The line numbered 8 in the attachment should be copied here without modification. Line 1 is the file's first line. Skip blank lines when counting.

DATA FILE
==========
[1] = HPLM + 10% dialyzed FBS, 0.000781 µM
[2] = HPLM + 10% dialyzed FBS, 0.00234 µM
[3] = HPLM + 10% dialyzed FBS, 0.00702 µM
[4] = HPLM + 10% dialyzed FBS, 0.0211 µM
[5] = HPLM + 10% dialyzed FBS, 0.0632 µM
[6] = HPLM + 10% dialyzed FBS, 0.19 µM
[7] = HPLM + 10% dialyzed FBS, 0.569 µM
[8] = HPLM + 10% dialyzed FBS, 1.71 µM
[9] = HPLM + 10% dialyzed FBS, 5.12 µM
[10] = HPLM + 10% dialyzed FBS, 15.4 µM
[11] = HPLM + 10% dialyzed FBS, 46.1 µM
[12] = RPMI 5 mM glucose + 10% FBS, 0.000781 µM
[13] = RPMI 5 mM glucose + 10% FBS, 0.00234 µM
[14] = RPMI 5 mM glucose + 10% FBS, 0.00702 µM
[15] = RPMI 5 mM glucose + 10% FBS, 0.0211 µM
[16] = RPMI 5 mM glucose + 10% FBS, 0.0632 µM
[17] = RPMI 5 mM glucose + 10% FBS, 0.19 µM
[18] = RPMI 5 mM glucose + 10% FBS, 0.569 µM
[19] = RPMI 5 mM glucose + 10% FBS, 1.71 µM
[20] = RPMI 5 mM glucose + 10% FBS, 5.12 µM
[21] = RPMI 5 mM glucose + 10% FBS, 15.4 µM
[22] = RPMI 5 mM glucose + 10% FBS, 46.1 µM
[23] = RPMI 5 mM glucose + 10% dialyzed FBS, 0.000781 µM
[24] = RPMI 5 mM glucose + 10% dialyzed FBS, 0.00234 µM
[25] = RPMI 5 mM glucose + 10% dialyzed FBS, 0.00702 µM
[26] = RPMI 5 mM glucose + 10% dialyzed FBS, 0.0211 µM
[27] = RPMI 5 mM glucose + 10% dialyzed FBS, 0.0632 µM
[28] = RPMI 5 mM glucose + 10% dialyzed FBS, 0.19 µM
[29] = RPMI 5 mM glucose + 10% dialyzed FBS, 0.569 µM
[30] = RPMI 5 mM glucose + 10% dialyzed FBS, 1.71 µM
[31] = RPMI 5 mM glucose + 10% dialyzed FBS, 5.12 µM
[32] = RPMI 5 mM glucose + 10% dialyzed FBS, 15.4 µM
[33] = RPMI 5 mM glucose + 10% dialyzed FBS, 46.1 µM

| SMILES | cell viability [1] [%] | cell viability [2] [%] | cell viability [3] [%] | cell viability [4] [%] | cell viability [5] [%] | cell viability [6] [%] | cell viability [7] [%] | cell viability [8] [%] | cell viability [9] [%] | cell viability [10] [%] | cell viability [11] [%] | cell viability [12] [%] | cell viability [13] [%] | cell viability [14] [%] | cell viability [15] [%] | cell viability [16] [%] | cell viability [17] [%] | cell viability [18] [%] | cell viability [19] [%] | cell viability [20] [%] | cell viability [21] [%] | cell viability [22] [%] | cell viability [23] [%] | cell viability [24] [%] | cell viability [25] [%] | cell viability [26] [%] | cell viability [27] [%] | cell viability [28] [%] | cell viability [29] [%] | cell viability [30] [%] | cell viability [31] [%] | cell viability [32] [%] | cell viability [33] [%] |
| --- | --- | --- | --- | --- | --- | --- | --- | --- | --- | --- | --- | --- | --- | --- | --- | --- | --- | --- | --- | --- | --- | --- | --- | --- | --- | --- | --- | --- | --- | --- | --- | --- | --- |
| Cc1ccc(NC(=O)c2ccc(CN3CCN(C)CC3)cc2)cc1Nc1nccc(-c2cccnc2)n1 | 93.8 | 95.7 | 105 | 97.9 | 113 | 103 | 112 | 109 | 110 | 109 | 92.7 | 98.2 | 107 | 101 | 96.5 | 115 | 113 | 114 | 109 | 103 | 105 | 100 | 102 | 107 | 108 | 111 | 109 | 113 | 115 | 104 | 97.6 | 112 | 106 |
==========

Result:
[8] = HPLM + 10% dialyzed FBS, 1.71 µM